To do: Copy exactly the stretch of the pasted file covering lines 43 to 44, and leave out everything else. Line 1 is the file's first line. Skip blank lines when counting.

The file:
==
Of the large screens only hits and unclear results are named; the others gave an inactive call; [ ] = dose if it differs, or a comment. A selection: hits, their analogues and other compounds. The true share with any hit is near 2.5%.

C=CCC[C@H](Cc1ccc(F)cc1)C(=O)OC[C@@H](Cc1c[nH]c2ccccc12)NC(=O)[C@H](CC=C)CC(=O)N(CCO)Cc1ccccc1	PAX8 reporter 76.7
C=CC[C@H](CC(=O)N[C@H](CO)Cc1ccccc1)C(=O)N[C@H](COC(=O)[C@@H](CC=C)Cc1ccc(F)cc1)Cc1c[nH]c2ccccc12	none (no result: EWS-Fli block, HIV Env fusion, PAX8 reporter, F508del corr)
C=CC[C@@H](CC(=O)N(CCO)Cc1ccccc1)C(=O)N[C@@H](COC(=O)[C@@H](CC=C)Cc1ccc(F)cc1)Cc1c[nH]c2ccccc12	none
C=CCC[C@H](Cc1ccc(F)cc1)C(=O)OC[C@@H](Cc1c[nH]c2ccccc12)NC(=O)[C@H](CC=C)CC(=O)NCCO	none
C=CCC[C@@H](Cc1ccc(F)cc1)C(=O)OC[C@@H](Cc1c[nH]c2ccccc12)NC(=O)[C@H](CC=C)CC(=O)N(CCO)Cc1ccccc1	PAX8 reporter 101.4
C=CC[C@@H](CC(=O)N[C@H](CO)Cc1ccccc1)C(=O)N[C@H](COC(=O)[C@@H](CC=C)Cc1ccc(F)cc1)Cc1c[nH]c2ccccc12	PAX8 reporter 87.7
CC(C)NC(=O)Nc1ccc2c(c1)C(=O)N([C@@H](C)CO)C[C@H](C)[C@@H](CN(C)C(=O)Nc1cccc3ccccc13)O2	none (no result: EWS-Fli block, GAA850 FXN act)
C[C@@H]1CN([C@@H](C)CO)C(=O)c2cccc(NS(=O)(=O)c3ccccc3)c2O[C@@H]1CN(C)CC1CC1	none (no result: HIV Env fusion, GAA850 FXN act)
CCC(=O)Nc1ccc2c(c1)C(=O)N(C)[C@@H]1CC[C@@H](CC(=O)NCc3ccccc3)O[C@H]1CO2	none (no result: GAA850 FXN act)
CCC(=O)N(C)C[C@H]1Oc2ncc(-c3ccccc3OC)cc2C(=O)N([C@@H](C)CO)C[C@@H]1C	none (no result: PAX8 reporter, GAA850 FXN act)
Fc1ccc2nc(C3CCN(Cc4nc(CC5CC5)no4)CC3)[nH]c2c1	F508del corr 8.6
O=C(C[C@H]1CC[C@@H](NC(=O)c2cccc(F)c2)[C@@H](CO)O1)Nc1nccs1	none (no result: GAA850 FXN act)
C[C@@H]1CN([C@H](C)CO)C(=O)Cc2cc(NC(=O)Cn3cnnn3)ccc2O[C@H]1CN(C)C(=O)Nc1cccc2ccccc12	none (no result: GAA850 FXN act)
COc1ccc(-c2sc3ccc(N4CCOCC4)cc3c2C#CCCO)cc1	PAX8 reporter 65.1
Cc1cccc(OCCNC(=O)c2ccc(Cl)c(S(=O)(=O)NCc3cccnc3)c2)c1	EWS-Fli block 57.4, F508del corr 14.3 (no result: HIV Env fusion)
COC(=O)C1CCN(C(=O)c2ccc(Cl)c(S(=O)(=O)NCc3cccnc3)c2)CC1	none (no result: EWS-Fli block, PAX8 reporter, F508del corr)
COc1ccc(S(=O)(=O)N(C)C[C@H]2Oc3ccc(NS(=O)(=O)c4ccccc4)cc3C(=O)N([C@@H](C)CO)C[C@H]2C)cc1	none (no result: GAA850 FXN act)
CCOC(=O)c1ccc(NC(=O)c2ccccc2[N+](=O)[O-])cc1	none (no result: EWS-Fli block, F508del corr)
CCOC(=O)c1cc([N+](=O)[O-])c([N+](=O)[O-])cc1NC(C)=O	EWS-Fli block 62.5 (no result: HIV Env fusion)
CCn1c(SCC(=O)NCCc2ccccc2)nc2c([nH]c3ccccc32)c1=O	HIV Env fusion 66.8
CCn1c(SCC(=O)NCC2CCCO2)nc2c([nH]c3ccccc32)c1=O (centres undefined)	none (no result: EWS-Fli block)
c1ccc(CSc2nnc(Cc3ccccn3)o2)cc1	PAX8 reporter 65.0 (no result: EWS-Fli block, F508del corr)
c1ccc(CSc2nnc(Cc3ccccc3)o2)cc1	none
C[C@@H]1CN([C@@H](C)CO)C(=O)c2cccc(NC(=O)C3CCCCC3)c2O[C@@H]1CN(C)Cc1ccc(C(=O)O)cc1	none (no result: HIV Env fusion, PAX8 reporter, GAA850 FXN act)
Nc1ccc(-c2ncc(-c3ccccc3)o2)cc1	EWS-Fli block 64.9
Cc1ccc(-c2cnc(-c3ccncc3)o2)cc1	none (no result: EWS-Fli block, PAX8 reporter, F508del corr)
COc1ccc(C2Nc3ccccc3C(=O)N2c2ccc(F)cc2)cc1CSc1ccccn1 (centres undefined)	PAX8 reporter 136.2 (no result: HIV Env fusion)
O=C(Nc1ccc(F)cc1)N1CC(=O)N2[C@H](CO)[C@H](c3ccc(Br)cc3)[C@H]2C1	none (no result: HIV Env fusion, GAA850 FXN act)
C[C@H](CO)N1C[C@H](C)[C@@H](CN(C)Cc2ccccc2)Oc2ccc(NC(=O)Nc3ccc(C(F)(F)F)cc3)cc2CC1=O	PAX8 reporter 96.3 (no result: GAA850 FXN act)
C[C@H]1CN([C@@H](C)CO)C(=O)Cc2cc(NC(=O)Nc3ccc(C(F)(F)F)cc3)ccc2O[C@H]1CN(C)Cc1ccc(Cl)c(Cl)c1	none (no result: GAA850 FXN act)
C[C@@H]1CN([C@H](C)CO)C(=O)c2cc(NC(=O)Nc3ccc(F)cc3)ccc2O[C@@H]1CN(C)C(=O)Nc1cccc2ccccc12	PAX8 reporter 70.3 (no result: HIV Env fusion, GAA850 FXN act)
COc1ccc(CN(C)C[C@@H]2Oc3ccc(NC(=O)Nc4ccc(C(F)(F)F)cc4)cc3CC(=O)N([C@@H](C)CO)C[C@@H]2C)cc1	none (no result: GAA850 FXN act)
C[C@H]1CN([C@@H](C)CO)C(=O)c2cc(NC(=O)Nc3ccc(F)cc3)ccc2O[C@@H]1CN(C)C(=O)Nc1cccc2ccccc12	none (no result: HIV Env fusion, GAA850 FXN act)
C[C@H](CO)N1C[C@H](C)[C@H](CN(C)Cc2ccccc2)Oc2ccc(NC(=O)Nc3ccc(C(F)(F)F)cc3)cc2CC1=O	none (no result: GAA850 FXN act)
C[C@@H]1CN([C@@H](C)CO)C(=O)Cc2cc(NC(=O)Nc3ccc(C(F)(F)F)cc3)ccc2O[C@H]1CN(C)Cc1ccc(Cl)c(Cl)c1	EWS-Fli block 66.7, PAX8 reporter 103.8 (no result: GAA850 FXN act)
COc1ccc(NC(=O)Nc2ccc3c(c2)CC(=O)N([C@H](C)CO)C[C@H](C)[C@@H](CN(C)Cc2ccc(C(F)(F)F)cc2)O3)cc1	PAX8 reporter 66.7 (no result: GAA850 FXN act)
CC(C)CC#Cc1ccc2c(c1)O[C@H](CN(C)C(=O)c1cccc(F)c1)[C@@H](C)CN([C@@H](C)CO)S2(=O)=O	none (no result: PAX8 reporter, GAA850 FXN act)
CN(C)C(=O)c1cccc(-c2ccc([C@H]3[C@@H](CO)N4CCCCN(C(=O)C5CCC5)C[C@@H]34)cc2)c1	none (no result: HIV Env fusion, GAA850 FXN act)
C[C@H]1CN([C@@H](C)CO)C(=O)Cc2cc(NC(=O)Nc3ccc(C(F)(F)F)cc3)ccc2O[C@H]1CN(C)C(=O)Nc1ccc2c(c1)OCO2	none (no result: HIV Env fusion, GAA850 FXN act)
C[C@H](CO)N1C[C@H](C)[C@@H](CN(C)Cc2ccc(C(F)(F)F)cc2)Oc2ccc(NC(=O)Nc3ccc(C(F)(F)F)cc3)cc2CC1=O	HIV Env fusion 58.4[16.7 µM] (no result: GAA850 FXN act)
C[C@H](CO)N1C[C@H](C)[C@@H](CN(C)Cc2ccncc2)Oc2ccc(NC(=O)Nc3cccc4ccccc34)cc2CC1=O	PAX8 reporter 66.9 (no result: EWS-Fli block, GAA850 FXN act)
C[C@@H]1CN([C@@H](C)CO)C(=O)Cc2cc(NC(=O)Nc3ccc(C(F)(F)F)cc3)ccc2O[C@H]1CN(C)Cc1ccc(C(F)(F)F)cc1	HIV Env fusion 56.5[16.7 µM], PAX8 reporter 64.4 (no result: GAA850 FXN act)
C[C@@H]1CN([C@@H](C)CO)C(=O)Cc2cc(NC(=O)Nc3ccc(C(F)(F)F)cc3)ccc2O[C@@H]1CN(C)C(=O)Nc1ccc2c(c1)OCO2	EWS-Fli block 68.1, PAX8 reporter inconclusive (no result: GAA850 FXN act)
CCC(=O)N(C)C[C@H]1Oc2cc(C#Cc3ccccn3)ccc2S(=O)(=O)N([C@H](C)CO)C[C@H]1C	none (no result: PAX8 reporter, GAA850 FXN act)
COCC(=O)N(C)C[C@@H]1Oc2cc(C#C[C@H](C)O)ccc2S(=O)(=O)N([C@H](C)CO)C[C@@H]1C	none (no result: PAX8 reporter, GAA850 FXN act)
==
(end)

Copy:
C[C@@H]1CN([C@@H](C)CO)C(=O)Cc2cc(NC(=O)Nc3ccc(C(F)(F)F)cc3)ccc2O[C@H]1CN(C)Cc1ccc(C(F)(F)F)cc1	HIV Env fusion 56.5[16.7 µM], PAX8 reporter 64.4 (no result: GAA850 FXN act)
C[C@@H]1CN([C@@H](C)CO)C(=O)Cc2cc(NC(=O)Nc3ccc(C(F)(F)F)cc3)ccc2O[C@@H]1CN(C)C(=O)Nc1ccc2c(c1)OCO2	EWS-Fli block 68.1, PAX8 reporter inconclusive (no result: GAA850 FXN act)